Scientists unleash new secret weapon in the fight against fire ants: Squadrons of merciless attack flies
Under attack. Nowhere to run. Nowhere to hide. The fire ants cower. They panic. The flies keep coming. Dive-bombing. Injecting eggs. No mercy. It’s a fight to the death.
And the flies always win.
Texans burn, drown, smash, poison and cuss red imported fire ants. But 20 years of research at The University of Texas reveals that one of the most effective weapons in our arsenal against these relentless invaders just might be—drum roll, please—tiny phorid flies.
The gray-brown, gnat-like insects from South America star in a scene straight from a B-grade horror movie. A female fly sneaks up behind an unsuspecting worker ant and lays an egg in its body. The egg hatches, and the larva moves into the ant’s head, sending the host ant out of the colony—zombie-like—to find a place to die. The ant’s head eventually falls off, providing a nice, hard shell in which the larva pupates into an adult fly. The whole process takes about 45 days.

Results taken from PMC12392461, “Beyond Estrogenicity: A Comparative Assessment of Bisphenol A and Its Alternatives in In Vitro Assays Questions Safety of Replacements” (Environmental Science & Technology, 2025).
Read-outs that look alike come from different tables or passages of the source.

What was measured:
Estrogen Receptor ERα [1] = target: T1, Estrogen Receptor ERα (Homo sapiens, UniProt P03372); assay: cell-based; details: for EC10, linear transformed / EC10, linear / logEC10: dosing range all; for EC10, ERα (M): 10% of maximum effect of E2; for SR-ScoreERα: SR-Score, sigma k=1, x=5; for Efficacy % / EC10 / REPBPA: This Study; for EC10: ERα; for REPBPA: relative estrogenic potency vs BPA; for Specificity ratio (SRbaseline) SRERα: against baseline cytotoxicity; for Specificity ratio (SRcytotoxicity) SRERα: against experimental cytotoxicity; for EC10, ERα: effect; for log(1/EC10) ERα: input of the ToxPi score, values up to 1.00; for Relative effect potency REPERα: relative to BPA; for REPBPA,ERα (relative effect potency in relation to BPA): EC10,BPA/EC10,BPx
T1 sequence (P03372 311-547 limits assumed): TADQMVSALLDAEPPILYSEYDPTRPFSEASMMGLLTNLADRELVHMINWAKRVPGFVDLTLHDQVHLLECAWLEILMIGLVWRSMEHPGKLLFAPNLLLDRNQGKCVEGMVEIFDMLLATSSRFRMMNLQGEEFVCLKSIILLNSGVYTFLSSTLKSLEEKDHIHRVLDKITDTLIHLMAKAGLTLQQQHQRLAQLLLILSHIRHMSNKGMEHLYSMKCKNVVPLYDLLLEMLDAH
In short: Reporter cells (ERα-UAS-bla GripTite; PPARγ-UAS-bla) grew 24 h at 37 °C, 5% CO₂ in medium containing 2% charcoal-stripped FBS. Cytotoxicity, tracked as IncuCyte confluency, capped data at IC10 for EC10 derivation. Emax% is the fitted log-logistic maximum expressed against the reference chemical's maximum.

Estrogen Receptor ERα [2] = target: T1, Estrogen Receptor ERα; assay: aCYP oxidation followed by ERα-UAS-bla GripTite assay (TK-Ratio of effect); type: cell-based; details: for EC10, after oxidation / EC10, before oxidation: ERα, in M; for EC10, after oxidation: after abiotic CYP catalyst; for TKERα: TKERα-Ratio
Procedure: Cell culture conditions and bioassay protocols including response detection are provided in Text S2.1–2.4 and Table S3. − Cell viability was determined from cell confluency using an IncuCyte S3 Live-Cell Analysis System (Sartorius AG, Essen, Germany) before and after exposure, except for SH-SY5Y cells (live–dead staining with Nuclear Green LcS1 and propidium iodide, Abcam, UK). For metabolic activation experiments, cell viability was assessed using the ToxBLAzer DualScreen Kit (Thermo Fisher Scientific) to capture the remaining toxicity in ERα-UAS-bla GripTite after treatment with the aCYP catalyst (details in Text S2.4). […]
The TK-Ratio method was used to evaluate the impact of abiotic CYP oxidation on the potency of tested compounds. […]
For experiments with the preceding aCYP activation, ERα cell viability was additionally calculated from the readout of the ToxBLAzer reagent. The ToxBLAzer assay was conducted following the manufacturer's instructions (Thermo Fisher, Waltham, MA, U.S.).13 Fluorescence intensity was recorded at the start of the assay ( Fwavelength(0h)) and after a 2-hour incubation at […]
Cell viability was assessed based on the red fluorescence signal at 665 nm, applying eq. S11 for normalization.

It’s too soon to say just how much damage the flies are actually inflicting, but scientists know this: The presence of phorid flies around mounds drives ants crazy and disrupts their normal behavior.
So does this mean we’ll never again have to spend hard-earned dollars on ant bait, or precious time pouring boiling water over swarming mounds? (The latter method, by the way, is reasonably successful—see our Weapons in the War on Ants sidebar about what works and what doesn’t in trying to kill these fierce invaders.) No. But for Texans waging war against red imported fire ants, it feels as if the cavalry—in the form of tiny winged crusaders—has arrived.
Texans hate invasive fire ants, and with good reason. Armed with back-end stingers and serrated mandibles, or jaws, they aggressively attack and can injure or kill livestock and wildlife, particularly when animals step into or lie down on mounds. They can produce life-threatening allergic reactions in people. The ants render lawns, parks and other outdoor areas inhospitable. They displace native ants, reduce native insect populations and interfere with pollination. A bane of agricultural producers, the ants build mounds that can damage mowing, shredding and baling equipment.
These invaders aren’t satisfied with spoiling the outdoors, either: During the winter, fire ants seek out the warmth of electrical circuit boxes, causing shorts responsible for fires (although fire ants are named for their burning sting, not their ability to ignite flames).